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 Table of Contents  
ORIGINAL ARTICLE
Year : 2017  |  Volume : 6  |  Issue : 2  |  Page : 120-125

Initiatives to reduce nonprescription sales and dispensing of antibiotics: Findings and implications


1 Ministry of Health and Social Welfare, Republic of Srpska; Department of Social Pharmacy, University of Banja Luka, Republic of Srpska, Bosnia and Herzegovina
2 Health Insurance Fund of Republika Srpska, Republic of Srpska, Bosnia and Herzegovina
3 Medicine Usage in (MUSA), North-West University, Potchefstroom, South Africa
4 Public Health Institute, Republic of Srpska, Bosnia and Herzegovina
5 Department of Pharmacoepidemiology, Strathclyde Institute of Pharmacy and Biomedical Sciences, University of Strathclyde, Glasgow, United Kingdom; Division of Clinical Pharmacology, Karolinska Institute, Karolinska University Hospital Huddinge, Stockholm, Sweden

Date of Web Publication31-May-2017

Correspondence Address:
Brian Godman
Department of Pharmacoepidemiology, Strathclyde Institute of Pharmacy and Biomedical Sciences, University of Strathclyde, Glasgow, United Kingdom; Division of Clinical Pharmacology, Karolinska Institute, Karolinska University Hospital Huddinge, Stockholm, Sweden

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Source of Support: None, Conflict of Interest: None


DOI: 10.4103/jrpp.JRPP_17_12

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  Abstract 

Objective: Irrational use of antimicrobials is a major driver of antimicrobial resistance, exacerbated by dispensing antibiotics without a prescription. Our previous study suggested this was a problem in the Republic of Srpska despite legislation. Since then, a number of activities have been initiated. Consequently, the study aimed to ascertain whether these multiple initiatives had reduced this. Methods: Patients visiting all community pharmacies in the Republic from October 2014 to July 2015 presenting with symptoms typical of an acute, viral, and mostly uncomplicated upper respiratory tract infection, with results compared to the previous study. If an antibiotic was suggested, the maximum allowance was €3/pack. Findings: Self-medication with antibiotics significantly decreased from 58% to 18.5% of pharmacies. In both studies, most patients were offered over-the-counter medication. The most common reason for not dispensing an antibiotic was “antibiotics can be dispensed with a prescription only.” The penicillins were the most dispensed antibiotic. Fewer patients than the previous study were given instructions about antibiotic use and no discussion on their side effects. Conclusion: While encouraging that self-medication decreased significantly, 18.5% were disappointing given recent initiatives. Fewer instructions about antibiotics if an antibiotic was dispensed were also disappointing. This suggests the need for even stronger enforcement of the laws as well as further training of pharmacy personnel to ensure the future appropriate use of medicines.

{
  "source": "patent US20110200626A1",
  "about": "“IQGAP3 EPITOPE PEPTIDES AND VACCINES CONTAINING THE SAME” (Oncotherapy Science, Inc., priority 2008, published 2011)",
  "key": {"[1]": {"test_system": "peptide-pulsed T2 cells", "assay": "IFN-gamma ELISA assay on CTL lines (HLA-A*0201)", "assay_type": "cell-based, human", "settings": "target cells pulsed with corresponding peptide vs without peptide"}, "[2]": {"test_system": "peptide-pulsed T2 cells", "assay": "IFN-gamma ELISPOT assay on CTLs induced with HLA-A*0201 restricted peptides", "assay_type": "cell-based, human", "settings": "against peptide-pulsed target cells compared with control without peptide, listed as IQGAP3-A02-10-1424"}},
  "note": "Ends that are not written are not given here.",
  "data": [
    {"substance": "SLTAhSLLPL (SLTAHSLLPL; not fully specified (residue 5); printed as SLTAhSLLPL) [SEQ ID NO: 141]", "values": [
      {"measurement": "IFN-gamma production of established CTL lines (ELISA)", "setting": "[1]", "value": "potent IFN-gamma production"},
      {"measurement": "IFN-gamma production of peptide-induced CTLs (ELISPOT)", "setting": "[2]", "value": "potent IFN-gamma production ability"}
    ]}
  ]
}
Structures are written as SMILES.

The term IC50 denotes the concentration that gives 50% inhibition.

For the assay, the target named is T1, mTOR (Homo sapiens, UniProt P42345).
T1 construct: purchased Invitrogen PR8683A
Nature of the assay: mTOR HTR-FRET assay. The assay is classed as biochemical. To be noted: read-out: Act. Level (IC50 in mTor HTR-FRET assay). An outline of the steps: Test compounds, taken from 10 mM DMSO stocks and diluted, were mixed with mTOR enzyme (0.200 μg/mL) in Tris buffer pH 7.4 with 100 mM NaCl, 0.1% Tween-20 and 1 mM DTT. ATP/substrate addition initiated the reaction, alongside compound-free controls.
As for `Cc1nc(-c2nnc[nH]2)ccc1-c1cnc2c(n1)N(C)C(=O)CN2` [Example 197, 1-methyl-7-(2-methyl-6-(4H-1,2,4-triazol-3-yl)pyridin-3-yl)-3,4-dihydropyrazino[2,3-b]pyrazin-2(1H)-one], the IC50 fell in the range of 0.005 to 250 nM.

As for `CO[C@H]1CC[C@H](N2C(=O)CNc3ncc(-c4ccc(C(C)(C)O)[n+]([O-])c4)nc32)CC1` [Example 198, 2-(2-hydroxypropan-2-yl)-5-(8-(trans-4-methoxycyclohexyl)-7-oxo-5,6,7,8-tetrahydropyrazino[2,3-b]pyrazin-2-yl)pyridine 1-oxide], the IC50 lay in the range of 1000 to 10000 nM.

Keywords: Antibiotic resistance, antibiotics, nonprescription sales, pharmacies, Republic of Srpska


How to cite this article:
Markovic-Pekovic V, Grubiša N, Burger J, Bojanić L, Godman B. Initiatives to reduce nonprescription sales and dispensing of antibiotics: Findings and implications. J Res Pharm Pract 2017;6:120-5

How to cite this URL:
Markovic-Pekovic V, Grubiša N, Burger J, Bojanić L, Godman B. Initiatives to reduce nonprescription sales and dispensing of antibiotics: Findings and implications. J Res Pharm Pract [serial online] 2017 [cited 2020 Feb 21];6:120-5. Available from: http://www.jrpp.net/text.asp?2017/6/2/120/207356


  Introduction Top


Irrational use (misuse) of antimicrobials is a major driver of antimicrobial resistance (AMR) increasing morbidity, mortality, and costs.[1] This has resulted in a range of activities across countries and continents to raise its importance and reduce inappropriate antibiotic use.[2] The International Pharmaceutical Federation encourages pharmacists to improve their dispensing of antibiotics to reduce AMR rates in the future. Through a process of triage, pharmacists should evaluate what treatment approaches they should suggest for patients with upper respiratory tract infections (URTIs),[3] reflecting their unique position as one of the most accessible health professionals to promote health and well-being of patients.[4] This should not involve recommending an antibiotic as the vast majority of URTIs viral are in origin.[1],[5]

The misuse of antibiotics includes dispensing an antibiotic without a prescription, particularly important for URTIs.[1],[5] This is illegal in most countries, referred to as self-medication with antibiotics; not to be confused with the legal selling over-the-counter (OTC) medicines.[4] Despite concerns, this practice is still seen worldwide.[6] Predisposing factors toward self-medication with antibiotics include their high perceived appropriateness, ease of obtaining them in some settings, patient attitudes favoring them for minor complaints, and the behavior of some healthcare professionals.[7]